In a certain sense, Medigap plans are very simple. They do one job: pay for some (potentially all in certain cases) of the costs that you would normally have to pay when you use your Medicare benefits. That's all they do; they don’t provide any direct medical benefits on their own. They simply stand between medical bills and your wallet, protecting you from high medical spending.
On the other hand, there are definitely elements of complexity when it comes to the total number of options available and the rules relating to eligibility and enrollment into these plans.
Medigap plans are regulated by the federal government as well as by the individual states. Federal law has established certain rules that all Medigap plans must follow in a basic way. On the state level, South Dakota is one of 47 states that have created standardized Medicare Supplement Insurance plans. In these states there are a total of 12 standardized Medicare Supplement Plans available. Each of these 12 plans, which are named by letter (Plans A, B, C, D, F, G, K, L, M, and N, plus two high deductible versions), has its own unique level of coverage. Each one covers a unique number and arrangement of the gaps in Medicare.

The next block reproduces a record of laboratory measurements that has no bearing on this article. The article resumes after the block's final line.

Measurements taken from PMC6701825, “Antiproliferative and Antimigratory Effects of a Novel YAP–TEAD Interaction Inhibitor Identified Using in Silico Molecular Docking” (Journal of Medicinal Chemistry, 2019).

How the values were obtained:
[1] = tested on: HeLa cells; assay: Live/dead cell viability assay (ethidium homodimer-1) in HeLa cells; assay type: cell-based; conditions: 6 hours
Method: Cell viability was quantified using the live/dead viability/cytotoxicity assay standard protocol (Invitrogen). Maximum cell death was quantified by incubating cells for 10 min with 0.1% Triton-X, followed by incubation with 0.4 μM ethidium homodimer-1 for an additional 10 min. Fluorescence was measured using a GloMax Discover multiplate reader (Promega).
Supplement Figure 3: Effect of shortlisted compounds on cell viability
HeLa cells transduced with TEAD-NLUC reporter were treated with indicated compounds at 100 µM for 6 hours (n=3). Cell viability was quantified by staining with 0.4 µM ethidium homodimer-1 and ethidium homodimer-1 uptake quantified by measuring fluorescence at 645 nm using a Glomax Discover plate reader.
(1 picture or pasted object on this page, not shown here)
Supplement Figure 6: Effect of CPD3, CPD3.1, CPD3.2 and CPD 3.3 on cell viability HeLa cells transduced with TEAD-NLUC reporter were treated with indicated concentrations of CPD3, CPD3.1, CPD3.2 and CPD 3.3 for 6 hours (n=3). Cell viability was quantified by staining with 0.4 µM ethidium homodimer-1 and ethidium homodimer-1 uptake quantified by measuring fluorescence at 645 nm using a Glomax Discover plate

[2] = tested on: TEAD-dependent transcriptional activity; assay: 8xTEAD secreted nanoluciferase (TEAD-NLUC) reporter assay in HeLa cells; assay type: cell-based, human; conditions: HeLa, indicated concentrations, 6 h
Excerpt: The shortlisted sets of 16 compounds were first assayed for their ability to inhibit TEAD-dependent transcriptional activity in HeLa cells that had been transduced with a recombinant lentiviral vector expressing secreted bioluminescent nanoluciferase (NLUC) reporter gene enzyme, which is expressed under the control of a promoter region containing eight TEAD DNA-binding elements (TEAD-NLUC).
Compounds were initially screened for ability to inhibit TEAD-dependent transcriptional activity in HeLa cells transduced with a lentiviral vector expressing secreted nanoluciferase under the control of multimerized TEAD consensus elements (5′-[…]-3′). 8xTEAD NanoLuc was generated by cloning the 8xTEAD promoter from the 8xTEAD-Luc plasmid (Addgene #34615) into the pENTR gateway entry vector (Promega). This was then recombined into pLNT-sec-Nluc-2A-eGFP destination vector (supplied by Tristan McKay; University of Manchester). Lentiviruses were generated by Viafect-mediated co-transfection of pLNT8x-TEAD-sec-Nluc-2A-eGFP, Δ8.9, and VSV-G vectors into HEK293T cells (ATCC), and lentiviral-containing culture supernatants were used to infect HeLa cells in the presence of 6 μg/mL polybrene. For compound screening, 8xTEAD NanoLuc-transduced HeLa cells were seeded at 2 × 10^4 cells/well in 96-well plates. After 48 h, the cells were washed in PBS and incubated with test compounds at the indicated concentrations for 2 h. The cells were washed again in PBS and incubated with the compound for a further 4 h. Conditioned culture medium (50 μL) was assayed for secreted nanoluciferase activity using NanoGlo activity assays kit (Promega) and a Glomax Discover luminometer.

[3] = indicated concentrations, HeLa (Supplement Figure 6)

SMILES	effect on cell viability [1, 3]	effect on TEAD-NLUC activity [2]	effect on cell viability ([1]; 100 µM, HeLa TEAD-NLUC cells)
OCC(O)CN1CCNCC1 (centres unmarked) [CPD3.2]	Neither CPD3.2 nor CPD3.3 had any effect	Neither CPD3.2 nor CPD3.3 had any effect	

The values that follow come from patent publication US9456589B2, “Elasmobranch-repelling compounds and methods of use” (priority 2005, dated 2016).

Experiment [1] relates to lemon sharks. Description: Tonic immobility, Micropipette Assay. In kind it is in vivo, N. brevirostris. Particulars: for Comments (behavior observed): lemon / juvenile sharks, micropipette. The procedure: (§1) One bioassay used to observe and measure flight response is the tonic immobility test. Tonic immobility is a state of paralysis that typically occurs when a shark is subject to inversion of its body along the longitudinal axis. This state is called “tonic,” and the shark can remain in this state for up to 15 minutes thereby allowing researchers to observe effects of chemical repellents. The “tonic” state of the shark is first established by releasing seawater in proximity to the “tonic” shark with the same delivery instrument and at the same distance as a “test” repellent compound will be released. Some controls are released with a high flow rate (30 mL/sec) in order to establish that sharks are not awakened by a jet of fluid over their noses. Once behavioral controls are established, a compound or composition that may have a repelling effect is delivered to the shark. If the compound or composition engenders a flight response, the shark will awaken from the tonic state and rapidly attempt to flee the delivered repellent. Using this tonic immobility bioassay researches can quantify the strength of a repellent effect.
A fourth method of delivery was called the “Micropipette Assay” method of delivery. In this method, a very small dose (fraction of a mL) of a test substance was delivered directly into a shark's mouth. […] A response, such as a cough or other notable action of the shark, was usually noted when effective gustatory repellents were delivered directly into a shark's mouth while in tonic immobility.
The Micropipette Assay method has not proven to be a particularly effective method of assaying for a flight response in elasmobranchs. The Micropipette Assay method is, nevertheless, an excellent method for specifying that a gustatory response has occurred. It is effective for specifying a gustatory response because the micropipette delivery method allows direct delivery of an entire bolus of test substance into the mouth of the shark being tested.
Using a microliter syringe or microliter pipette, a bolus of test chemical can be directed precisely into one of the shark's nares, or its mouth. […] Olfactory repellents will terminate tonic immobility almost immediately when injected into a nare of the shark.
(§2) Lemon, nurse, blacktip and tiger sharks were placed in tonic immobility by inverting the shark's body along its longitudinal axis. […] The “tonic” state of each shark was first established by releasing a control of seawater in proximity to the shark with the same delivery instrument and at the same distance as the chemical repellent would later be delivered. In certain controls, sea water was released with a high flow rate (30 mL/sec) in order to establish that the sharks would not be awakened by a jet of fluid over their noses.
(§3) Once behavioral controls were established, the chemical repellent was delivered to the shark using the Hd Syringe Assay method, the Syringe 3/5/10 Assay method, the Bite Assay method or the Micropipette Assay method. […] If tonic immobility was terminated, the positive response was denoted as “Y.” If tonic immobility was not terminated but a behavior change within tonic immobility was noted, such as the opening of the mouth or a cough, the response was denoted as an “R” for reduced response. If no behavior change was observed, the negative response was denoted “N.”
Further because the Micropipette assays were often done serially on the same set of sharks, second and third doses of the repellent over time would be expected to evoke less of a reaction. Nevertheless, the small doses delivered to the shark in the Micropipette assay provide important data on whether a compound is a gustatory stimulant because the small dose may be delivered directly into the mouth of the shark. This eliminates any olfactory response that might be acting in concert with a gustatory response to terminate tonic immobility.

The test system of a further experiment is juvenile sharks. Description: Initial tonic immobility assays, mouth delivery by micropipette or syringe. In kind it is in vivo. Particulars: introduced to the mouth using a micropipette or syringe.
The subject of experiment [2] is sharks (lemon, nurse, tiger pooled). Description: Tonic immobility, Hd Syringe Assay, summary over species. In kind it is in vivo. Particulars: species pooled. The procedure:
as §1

When we say that the plans are standardized, we mean that each of the individual Plans (A, B, C, ect.) has the exact same level of coverage in each of the 47 states. This is true regardless of which insurance company you buy your coverage from (there are dozens of insurers that offer Medigap in South Dakota). This feature makes it very simple and easy to compare plans and choose one based on the level of coverage you want.
You use your Medigap Plan in conjunction with your Medicare benefits, so you’ll pay for your care with both of your insurance cards. Assuming that you’ve already hit the Part B deductible, Medicare will pay for 80% of the cost for your provider visits. Your provider will bill the other 20% to your Medigap Plan. Depending on which standardized Supplement Plan you chose, your Plan will pay most (or all) of the balance. In a Part A situation, like if you’re admitted to the hospital, most Medigap plans pay for the entire Part A deductible on your behalf. The exceptions are Plan A, which doesn’t cover it at all, and Plans K, L, and M, which only cover a portion of the Part A deductible).